Curson pondered the explanation for a moment, then nodded slowly. "I give you your life," he murmured, and struck the man unconscious with the haft of his blade.


Now the moment of denouement was at hand. Curson strode to the door of Vulgare Hokum's office-shed, turned the knob, pushed, and sprang inside with a loud cry. Vulgare Hokum, aghast, lurched to his feet behind a metal desk, dropping a small bouquet of stimulative blooms he had been sniffing; he stood transfixed, a lank, full-beardedrogue attired all in black - a tailored suit and a stylish cape emblazoned with the emblem on an ancient epicurean cult; profiled head of white hare with bow tie.

Curson raised an admonitory finger. "Now you must answer for your peccancies, villain!"

"What th' hell's peccancy?" came the surly retort; then, "You ain't gettin' me! I'm gettin' out -" In midsentence, Vulgare Hokum primed himself, made a dramatic leap for a nearby window; but Curson was upon him at once, knife flashing. There was a brisk scuffle, a violent embrace and falling away.

Before he drew his last breath, Vulgare Hokum, prostrate on the floor, grimacing sourly, addressed a fusillade of Pig Latin at Curson.

Then Curson left to assume his new role as enterpreneur and supervise the harvesting of his pods.

Comparative Reviews: Demon Princes

I recently decided to read some serialized versions of Vance's work. I did not do a rigorous comparison between versions, but whenever I thought something different I compared them with the Underwood-Miller editions. Here are the differences which I noticed:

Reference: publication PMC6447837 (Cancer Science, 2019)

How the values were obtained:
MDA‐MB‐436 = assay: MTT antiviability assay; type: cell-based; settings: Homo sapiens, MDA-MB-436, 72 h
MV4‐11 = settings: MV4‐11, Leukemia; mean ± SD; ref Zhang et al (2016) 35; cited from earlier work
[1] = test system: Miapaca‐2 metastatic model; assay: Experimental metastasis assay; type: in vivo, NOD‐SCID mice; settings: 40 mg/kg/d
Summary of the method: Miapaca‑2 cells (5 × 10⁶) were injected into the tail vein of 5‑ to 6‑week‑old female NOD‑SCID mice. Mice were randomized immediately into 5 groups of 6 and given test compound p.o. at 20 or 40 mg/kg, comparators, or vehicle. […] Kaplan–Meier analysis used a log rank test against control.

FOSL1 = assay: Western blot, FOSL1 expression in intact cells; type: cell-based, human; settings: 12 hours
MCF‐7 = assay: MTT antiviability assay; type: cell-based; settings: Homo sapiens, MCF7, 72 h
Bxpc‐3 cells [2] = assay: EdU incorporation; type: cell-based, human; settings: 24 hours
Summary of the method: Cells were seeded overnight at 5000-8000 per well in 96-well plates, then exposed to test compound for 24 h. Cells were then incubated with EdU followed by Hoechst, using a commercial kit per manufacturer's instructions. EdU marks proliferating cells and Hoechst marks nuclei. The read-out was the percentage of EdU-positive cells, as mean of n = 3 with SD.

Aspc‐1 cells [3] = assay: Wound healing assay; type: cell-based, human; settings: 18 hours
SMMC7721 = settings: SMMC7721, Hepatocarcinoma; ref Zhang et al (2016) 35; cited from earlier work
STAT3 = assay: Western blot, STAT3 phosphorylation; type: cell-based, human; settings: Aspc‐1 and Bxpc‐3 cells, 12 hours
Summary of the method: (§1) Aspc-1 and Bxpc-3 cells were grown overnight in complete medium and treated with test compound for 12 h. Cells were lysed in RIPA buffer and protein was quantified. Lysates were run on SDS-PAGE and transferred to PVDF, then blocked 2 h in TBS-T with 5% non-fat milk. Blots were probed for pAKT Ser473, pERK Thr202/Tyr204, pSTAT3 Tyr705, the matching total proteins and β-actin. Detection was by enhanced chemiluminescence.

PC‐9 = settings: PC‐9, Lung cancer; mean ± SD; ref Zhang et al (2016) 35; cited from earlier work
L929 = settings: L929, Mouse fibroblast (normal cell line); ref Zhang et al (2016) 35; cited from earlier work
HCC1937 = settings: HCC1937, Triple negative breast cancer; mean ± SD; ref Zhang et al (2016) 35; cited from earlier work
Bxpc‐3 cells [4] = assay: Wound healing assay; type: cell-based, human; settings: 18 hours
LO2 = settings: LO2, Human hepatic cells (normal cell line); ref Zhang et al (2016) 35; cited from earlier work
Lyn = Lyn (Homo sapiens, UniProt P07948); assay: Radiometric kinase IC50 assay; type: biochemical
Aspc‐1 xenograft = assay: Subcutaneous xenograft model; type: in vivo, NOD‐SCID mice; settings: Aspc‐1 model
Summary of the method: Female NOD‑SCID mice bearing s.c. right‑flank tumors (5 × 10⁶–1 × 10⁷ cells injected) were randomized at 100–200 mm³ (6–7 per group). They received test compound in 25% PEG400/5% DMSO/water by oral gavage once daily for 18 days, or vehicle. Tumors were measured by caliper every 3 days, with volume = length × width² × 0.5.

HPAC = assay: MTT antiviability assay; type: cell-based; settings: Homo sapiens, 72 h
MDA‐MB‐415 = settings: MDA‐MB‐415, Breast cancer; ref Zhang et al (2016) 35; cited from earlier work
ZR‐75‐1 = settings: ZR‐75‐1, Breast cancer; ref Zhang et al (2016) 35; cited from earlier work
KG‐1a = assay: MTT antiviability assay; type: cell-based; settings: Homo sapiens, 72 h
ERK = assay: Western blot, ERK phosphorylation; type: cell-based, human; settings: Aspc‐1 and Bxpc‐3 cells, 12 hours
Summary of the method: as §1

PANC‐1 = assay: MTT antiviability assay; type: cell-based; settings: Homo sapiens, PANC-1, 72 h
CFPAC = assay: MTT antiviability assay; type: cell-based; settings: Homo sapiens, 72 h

The Star King

Serialized December 1963 and February 1964 in Galaxy.

The name of the first Demon Prince was Grendel (the Monster) in the serialization, rather than Attel Malagate (the Woe).

Kirth Gersen's grandfather was Rolf Harpit Gersen in Galaxy and Rolf Marr Gersen in the book.

Much of the discussion between Gersen, Warweave, Detteras, and Kelle as to who is to go to the planet discovered by Lugo Teehalt, and when they are to leave, was not in the serialization. The text added to the discussion made that area much less abrupt. The magazine text is:

Gersen made a last ditch protest.   "My boat is small for four.
Better if only one went with me."

Detteras threw his hands into the air, turned to the screen,
called his secretary.  "Cancel all my appointments.  Urgent
business is taking me out of town.  We'll take the departmental

The book has slightly over a page between those paragraphs, with discussion of when they would leave and how it would disrupt schedules.